|↑1||Immune System Research. National Institute of Allergy and Infectious Diseases.|
|↑2||Dhabhar, Firdaus S., William B. Malarkey, Eric Neri, and Bruce S. McEwen. “Stress-induced redistribution of immune cells—From barracks to boulevards to battlefields: A tale of three hormones–Curt Richter Award Winner.” Psychoneuroendocrinology 37, no. 9 (2012): 1345-1368.|
|↑3||Cohen, Sheldon, Denise Janicki-Deverts, William J. Doyle, Gregory E. Miller, Ellen Frank, Bruce S. Rabin, and Ronald B. Turner. “Chronic stress, glucocorticoid receptor resistance, inflammation, and disease risk.” Proceedings of the National Academy of Sciences 109, no. 16 (2012): 5995-5999.|
|↑4||Besedovsky, Luciana, Tanja Lange, and Jan Born. “Sleep and immune function.” Pflügers Archiv-European Journal of Physiology 463, no. 1 (2012): 121-137.|
|↑5, ↑10||Sharif, K., A. Watad, N. L. Bragazzi, M. Lichtbroun, H. Amital, and Y. Shoenfeld. “Physical activity and autoimmune diseases: Get moving and manage the disease.” Autoimmunity reviews (2017).|
|↑6||Schmidt, Thorsten, Marion van Mackelenbergh, Daniela Wesch, and Christoph Mundhenke. “Physical activity influences the immune system of breast cancer patients.” Journal of Cancer Research and Therapeutics 13, no. 3 (2017): 392.|
|↑7||Fitzgerald, L. “Overtraining increases the susceptibility to infection.” International journal of sports medicine 12, no. S 1 (1991): S5-S8.|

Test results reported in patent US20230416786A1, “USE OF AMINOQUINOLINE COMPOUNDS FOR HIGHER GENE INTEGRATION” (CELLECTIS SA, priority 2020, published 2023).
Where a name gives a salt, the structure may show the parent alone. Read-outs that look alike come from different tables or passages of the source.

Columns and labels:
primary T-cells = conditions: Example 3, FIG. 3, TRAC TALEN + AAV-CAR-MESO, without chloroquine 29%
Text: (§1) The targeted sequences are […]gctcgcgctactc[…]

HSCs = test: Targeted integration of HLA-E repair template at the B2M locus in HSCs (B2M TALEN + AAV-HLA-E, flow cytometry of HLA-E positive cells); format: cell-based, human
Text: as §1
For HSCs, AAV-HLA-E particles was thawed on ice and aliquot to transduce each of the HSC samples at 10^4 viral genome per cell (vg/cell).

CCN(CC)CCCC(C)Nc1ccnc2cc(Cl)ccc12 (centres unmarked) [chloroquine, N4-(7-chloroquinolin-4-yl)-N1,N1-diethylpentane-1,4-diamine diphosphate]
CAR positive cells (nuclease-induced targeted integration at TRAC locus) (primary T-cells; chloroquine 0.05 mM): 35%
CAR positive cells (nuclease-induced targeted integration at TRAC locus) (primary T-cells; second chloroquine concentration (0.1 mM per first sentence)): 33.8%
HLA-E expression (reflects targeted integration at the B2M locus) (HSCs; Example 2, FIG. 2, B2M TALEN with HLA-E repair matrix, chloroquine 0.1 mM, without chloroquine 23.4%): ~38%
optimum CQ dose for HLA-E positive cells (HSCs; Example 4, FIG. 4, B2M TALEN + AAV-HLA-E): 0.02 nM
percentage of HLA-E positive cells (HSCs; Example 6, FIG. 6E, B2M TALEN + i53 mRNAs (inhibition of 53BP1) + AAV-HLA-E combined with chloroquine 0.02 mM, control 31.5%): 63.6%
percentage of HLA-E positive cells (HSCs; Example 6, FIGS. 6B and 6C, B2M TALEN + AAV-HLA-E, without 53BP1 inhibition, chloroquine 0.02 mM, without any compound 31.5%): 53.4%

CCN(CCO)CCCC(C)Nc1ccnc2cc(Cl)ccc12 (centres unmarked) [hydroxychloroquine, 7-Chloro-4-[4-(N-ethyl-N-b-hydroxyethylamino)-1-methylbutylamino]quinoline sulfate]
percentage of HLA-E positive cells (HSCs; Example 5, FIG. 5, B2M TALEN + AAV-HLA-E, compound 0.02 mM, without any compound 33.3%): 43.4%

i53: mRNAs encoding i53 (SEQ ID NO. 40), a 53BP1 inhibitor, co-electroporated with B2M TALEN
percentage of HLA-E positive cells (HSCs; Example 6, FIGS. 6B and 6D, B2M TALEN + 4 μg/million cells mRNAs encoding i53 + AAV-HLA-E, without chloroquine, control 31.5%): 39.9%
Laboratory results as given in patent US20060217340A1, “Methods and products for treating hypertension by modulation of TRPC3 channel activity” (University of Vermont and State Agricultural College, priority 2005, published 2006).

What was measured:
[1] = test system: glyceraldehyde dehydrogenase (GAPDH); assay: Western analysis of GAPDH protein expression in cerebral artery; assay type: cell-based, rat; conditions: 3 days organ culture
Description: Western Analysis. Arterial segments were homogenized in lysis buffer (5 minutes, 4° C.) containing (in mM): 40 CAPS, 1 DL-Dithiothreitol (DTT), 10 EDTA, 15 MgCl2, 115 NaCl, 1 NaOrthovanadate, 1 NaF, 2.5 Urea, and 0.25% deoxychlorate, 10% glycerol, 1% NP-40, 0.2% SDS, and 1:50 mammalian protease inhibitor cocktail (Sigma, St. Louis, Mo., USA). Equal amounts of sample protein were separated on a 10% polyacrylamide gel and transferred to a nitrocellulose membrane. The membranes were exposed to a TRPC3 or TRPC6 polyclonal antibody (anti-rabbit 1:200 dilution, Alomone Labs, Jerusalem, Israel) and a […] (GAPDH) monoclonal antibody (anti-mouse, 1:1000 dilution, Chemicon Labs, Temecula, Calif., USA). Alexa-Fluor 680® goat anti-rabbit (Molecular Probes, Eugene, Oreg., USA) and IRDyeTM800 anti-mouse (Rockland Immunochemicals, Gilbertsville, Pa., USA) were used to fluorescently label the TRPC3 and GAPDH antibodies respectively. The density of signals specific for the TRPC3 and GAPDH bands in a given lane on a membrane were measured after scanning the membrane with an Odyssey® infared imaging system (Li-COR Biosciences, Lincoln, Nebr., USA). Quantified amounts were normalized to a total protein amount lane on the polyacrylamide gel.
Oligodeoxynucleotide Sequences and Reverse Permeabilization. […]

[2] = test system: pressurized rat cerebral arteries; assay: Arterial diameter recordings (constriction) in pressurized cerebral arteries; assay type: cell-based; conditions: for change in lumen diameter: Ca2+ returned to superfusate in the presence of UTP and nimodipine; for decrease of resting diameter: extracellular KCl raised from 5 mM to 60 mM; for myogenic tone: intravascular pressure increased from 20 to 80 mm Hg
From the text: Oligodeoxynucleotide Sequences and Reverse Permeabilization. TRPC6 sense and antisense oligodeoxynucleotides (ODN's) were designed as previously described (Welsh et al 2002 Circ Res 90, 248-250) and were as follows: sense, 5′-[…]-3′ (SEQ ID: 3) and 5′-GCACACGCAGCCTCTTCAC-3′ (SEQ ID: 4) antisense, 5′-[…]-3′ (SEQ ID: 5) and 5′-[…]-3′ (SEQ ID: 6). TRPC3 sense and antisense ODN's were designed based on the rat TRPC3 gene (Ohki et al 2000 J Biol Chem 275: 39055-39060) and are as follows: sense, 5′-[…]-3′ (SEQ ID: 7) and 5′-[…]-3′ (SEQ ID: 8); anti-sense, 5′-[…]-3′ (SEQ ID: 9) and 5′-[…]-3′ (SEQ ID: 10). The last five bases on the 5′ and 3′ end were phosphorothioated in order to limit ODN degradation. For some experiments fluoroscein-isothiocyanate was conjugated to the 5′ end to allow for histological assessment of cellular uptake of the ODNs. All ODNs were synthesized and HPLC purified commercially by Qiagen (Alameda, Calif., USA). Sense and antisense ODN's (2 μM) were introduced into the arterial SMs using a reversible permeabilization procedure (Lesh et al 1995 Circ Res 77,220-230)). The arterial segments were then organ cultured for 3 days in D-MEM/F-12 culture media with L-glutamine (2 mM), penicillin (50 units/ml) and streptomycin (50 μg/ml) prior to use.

|↑8||Nickel, Thomas, Henner Hanssen, Ingrid Emslander, Verena Drexel, Gernot Hertel, Arno Schmidt-Trucksäss, Claudia Summo et al. “Immunomodulatory effects of aerobic training in obesity.” Mediators of inflammation 2011 (2011).|
|↑9||Wu, Yili, Dongfeng Zhang, and Shan Kang. “Physical activity and risk of breast cancer: a meta-analysis of prospective studies.” Breast cancer research and treatment 137, no. 3 (2013): 869-882.|
|↑11||Okla, Meshail, Inhae Kang, Da Mi Kim, Vishnupriya Gourineni, Neil Shay, Liwei Gu, and Soonkyu Chung. “Ellagic acid modulates lipid accumulation in primary human adipocytes and human hepatoma Huh7 cells via discrete mechanisms.” The Journal of nutritional biochemistry 26, no. 1 (2015): 82-90.|
|↑12||Carlsen, Monica H., Bente L. Halvorsen, Kari Holte, Siv K. Bøhn, Steinar Dragland, Laura Sampson, Carol Willey et al. “The total antioxidant content of more than 3100 foods, beverages, spices, herbs and supplements used worldwide.” Nutrition journal 9, no. 1 (2010): 3.|
|↑13||Alcohol and the Immune System. National Institutes of Health.|
|↑14||Sopori, Mohan L., and Wieslaw Kozak. “Immunomodulatory effects of cigarette smoke.” Journal of neuroimmunology 83, no. 1 (1998): 148-156.|
|↑15||Compton, Michael T., Gail L. Daumit, and Benjamin G. Druss. “Cigarette smoking and overweight/obesity among individuals with serious mental illnesses: a preventive perspective.” Harvard review of psychiatry 14, no. 4 (2006): 212-222.|
|↑16||Parrott, Andy C. “Does cigarette smoking cause stress?.” American Psychologist 54, no. 10 (1999): 817.|
|↑17||Mora, J. Rodrigo, Makoto Iwata, and Ulrich H. Von Andrian. “Vitamin effects on the immune system: vitamins A and D take centre stage.” Nature Reviews Immunology 8, no. 9 (2008): 685-698.|
|↑18||Alcohol Facts and Statistics. National Institute on Alcohol Abuse and Alcoholism.|